In a previous post, I examined the objections of Advaitins to svarūpa-śakti in the paraṁ tattva, as presented by Śrī Jīva Goswami in his Sarva-samvādinī commentary. Here, I will examine his refutation.
Śrī Jīva starts with the Śrī Vaiṣṇava response to Advaitins:
śrī-vaiṣṇavās tv evaṁ vadanti—bhāva-rūpasyaiva tasya tattvasya gale-gṛhīta-nyāyena svarūpa-śaktis tāvad avaśyam eva tair apy aṅgīkāryā, jagad-ādi-kārya-darśanena tasyā avaśyambhāvāt kaivalye ca doṣāpatter iti |
Śrī Vaiṣṇavas speak like this: even the Advaita-vādis most definitely must accept svarūpa-śakti of that tattva which is a real existent, by the gale-gṛhīta-nyāya. This is because svarūpa-śakti must definitely be accepted based on the appearance of the world etc, which are effects, and because there is fault in kaivalya- existence of [qualityless] Brahman alone.
The gale-gṛhīta-nyāya refers to the following. Suppose someone is searching for a cow in a herd. Someone holds a cow by her neck and brings her to this person, pointing her out- “this is your cow”. Here, by holding her neck, the whole cow was brought. This is gale (in the neck) gṛhīta (held) – nyāya.
Likewise, when we perceive and accept the existence of the effect, the world, then the svarūpa-śakti becomes automatically accepted because the world is a transformation of the śakti of the advaya tattva.
tathā hi, śaktir nāma kāryānyathānupapatti-siddhau vastuno dharma-viśeṣaḥ | sā tu sarvasmin upādāne nimitte ca kāraṇe svarūpa-bhūtaiva mantavyā, kārya-viśeṣotpattau tat-kāraṇatvena vastu-viśeṣa-svīkārānarthakya-prasaṅgāt | vivarte’pi rajatādi-sphūrtāv adhiṣṭhānaṁ śukty-ādikam evāṅgīkriyate, na tvaṅgārādi | prastute’pi brahmaṇa eva jagad-adhiṣṭhānatvaṁ, na tv anyasyeti, tathaiva svarūpa-śaktitvaṁ viditam |
And this śakti is a special dharma of an object; its existence is established by the principle of kāryānyathānupapatti [the inability to come to a conclusion by any other means than the effect]. But that śakti has to be considered as intrinsic to the svarūpa of every upādāna and nimitta cause, because otherwise it would become absurd to accept a specific object as a cause in the generation of a specific effect. Even in vivarta-vāda, the foundation of the appearance of silver is accepted as the conch-shell alone, and not [other substances like] coal. Even here, Brahman alone is the foundation of the world, and not any thing else. In the same way, the quality of śakti in the svarūpa [of objects] is to be understood.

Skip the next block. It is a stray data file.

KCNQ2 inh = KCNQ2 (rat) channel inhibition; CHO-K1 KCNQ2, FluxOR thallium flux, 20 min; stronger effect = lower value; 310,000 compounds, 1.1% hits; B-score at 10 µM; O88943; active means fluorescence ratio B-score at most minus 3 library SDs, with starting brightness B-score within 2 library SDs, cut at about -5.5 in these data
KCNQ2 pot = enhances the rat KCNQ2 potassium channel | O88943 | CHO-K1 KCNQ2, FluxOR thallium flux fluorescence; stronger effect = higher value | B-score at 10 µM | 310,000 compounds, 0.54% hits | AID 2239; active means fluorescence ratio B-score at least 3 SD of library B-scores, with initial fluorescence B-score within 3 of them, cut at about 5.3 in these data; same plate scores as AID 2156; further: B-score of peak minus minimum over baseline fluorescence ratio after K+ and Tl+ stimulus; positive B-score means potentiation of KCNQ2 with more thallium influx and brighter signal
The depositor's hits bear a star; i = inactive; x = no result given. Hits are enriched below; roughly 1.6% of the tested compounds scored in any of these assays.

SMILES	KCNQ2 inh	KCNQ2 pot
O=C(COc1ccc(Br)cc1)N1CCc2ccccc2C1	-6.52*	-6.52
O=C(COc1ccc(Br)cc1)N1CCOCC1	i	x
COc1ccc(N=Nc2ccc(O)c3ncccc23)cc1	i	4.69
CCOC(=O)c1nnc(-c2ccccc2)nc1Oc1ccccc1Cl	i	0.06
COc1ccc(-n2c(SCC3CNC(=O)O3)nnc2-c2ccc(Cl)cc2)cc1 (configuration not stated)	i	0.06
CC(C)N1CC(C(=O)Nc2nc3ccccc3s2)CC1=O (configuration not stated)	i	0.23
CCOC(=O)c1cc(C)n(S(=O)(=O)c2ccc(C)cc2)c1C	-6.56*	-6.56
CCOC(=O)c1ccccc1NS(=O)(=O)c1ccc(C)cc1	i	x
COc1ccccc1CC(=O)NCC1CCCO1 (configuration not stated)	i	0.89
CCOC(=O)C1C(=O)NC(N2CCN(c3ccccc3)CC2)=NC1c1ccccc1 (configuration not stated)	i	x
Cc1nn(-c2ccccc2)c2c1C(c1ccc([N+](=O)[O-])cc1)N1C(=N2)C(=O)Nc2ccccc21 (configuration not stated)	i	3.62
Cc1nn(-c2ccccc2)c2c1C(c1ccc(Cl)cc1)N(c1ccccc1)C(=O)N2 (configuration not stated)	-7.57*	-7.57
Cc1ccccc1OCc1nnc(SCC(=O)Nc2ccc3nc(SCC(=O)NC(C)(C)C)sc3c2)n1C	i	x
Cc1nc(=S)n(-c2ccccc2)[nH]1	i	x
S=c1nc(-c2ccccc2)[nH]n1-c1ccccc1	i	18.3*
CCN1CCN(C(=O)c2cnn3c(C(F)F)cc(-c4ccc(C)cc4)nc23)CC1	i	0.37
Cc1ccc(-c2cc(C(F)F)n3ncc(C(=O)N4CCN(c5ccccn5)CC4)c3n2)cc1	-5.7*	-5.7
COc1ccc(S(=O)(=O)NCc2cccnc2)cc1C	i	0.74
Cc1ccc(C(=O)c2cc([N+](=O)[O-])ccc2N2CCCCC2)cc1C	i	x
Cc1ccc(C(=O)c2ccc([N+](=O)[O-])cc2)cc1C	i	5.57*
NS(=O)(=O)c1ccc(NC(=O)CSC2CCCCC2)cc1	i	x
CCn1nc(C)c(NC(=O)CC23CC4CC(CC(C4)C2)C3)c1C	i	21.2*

The logic here is as follows. Milk is the cause of yogurt; oil can never be the cause of yogurt. Why is milk alone the cause of yogurt? It has a certain functional capacity to produce the yogurt, which the oil does not possess. This function, is indeed the svarūpa-śakti of milk. If we deny the presence of this śakti, there is no way to explain why milk, a specific cause, produces yogurt, a specific effect. Likewise, Brahman alone is the cause of the world, and hence must have śakti to be able to produce a specific effect, which here is the world. Here ends the Śrī Vaiṣṇava opinion.
Śrī Jīva continues:
kiṁ ca, jagad-rūpe vivarte brahmaṇaḥ kiñcit-karatvam asti nāsti vā ? nāsti cet, ajñānenaiva vivartatāṁ, kiṁ tad atirikta-tad-aṅgīkāreṇa ? asti cet, āyātā tasya jñānāśrayasya śuddhasyaiva śaktiḥ | evaṁ cādvaita-śārīraka-kṛtāpy uktaṁ—